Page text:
Welcome to Slammer Jabber, your weekly look at all things professional wrestling from the past seven days. Like every week, there has been quite a it happening this week as WWE builds towards Wrestlemania weekend by way of Super Showdown, AEW looks ahead to Revolution. So much wrestling, and so little time. Luckily I am here to give you the run down on the best and worst of everything from this past week. Let's go chronologically, and we'll start with Smackdown.
While Smackdown has not exactly been the most engrossing show in recent weeks, it feels like there is even less to say this week. Not because nothing happened on Friday’s episode, in fact plenty went on, but because it lacked a cohesive direction. Perhaps the most meaningful development this week surrounded the Smackdown Women’s title, as Bayley retained her championship against Carmella. The “”Moment of Bliss” interview, earlier in the night did a good job of setting this up, and while the match was probably a little longer than necessary, it felt like a worthy main event. On the quiet, Bayley has slowly evolved into a very effective, believable heel and I hope this is the start of her getting more time in a highlighted role. As for as her next challenger, it would appear based on the other things on this show that Carmella will take on Naomi for the right to challenge Bayley at Super Showdown in what will be the first women’s title match in Saudi Arabia, although that may hamper what sort of match we get. Hopefully they hold off Naomi for a big Wrestlemania match as she definitely seems like the best option for a babyface o go up against Bayley on that big show.
The rest of the show was so-so. The segment with Bray Wyatt and Hulk Hogan was weird, but in a car crash kind of way, it was really entertaining. The end result of the whole Otis-Mandy Rose story was entertaining, but I hope this doesn’t segue into a lengthy Otis-Dolph Ziggler programme. Sheamus beating Shorty G and Apollo Crews made the Irishman look really strong, but for his opponents it further reinforced how low they are on the totem pole. Elias’ segment with Cesaro, Sami Zayn and co was fine, but nothing too exciting. Finally Roman Reigns and Daniel Bryan (as Reigns’ mystery partner) had an entertaining back-and-forth contest with The Miz and John Morrison, but unfortunately, it seems that the main purpose of the whole match was to further the never-ending Reigns vs Baron Corbin feud, with a cage match now lined up for Super Showdown.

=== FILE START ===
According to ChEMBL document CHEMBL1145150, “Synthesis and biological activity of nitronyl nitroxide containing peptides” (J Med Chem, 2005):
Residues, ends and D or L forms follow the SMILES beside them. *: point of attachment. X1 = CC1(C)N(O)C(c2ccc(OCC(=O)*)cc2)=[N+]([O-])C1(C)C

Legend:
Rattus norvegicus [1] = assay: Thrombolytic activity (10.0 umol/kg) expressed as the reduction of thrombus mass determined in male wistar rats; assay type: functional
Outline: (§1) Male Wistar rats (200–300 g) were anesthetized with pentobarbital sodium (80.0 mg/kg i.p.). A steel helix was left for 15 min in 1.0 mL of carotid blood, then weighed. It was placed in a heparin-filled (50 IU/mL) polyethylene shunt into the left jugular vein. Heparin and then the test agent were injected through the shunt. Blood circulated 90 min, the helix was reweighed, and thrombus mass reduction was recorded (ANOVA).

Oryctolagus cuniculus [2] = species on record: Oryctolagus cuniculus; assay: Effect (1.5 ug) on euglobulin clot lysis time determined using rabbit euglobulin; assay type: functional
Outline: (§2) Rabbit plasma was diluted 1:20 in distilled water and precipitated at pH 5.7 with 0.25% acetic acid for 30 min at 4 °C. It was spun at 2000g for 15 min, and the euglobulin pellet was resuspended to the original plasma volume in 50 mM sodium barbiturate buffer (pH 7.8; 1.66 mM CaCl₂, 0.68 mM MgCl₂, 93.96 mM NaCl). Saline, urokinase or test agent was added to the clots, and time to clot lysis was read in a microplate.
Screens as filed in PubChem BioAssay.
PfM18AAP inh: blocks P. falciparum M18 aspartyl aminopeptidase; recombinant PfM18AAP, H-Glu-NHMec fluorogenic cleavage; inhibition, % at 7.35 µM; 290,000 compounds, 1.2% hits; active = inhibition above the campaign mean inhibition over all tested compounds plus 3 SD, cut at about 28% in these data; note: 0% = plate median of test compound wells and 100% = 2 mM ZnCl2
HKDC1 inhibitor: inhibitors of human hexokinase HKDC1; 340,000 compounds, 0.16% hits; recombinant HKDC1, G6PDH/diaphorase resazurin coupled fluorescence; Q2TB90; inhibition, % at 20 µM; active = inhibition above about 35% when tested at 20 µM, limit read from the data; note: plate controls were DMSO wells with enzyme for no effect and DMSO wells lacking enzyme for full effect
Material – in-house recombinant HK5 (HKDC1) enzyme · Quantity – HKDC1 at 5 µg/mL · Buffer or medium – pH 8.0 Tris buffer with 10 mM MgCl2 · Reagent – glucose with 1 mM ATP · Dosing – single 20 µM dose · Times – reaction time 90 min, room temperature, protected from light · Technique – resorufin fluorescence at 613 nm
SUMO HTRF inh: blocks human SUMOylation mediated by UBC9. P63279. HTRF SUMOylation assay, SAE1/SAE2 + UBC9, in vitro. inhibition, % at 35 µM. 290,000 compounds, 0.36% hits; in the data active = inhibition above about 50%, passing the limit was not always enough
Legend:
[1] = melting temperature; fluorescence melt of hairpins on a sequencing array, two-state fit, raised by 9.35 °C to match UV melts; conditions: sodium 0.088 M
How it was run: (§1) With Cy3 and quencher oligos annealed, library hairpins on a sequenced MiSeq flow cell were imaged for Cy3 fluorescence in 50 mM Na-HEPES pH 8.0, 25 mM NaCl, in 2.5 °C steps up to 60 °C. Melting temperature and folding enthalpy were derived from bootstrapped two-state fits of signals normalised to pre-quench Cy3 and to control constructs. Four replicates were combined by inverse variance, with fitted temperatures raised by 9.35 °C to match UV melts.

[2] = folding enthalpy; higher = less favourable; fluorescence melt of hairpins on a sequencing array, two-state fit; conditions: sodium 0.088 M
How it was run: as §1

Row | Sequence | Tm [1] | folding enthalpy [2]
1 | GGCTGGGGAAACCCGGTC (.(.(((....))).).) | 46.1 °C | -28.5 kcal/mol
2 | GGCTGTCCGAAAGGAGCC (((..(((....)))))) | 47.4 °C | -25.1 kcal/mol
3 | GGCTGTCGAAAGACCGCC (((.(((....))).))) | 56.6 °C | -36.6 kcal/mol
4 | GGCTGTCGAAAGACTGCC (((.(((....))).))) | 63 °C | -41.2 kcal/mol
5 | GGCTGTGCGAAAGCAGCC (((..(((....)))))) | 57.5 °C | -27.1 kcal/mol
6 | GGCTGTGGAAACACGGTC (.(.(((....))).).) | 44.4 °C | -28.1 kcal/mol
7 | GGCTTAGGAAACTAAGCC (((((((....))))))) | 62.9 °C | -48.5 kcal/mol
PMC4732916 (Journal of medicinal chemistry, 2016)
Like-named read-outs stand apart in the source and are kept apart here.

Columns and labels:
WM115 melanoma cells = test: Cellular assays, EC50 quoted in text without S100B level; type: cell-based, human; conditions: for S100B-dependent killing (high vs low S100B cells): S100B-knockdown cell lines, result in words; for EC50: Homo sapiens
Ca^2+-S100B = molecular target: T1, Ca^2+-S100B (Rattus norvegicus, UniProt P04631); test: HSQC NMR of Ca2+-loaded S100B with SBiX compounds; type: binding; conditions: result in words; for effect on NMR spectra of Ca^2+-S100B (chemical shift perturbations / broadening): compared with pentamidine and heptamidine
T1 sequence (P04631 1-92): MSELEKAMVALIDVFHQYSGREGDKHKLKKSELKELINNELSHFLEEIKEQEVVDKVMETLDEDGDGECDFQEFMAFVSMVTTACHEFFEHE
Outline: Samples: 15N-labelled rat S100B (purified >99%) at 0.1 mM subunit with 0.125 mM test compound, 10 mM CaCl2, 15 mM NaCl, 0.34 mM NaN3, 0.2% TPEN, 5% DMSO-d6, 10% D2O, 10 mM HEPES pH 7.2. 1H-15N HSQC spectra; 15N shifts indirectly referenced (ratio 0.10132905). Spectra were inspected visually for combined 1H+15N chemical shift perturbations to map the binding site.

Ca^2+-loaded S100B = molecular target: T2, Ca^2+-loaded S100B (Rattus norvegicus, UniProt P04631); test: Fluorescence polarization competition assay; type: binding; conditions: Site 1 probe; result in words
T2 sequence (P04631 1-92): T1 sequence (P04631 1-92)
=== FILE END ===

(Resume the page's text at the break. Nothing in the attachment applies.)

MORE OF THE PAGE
A decent, but largely forgettable episode of Smackdown, with some good in-ring action but a bigger focus on storylines heading into the big Saudi show.
NXT Takeover: Portland
It feels like it goes without saying that an NXT Takeover show was a top quality wrestling event. These shows tend to be stacked with excellent matches and the card from this past weekend in Portland was no exception. The main event may not have been to everyone’s tastes, but it certainly matched the high standards of drama that we have come to expect from NXT main events. I predicted Tomasso Ciampa would be unsuccessful against Adam Cole, and that is what happened, although I couldn’t have foreseen a Johnny Gargano heel turn as the key factor. Gargano, who himself came up short in a tremendous bout with Finn Balor earlier in the night, turning on his former DIY partner does have some logic behind it but the flip flopping between face and heel has really killed off the momentum Gargano had during his original run with Ciampa. I’m sure the two of them having a major match, presumably with a big stipulation at Takeover: Tampa will be a great spectacle, but having watched some combination of Gargano/Ciampa/Cole for almost two years headline NXT, it does feel like it’s getting a bit old hat. Still, a very good main event.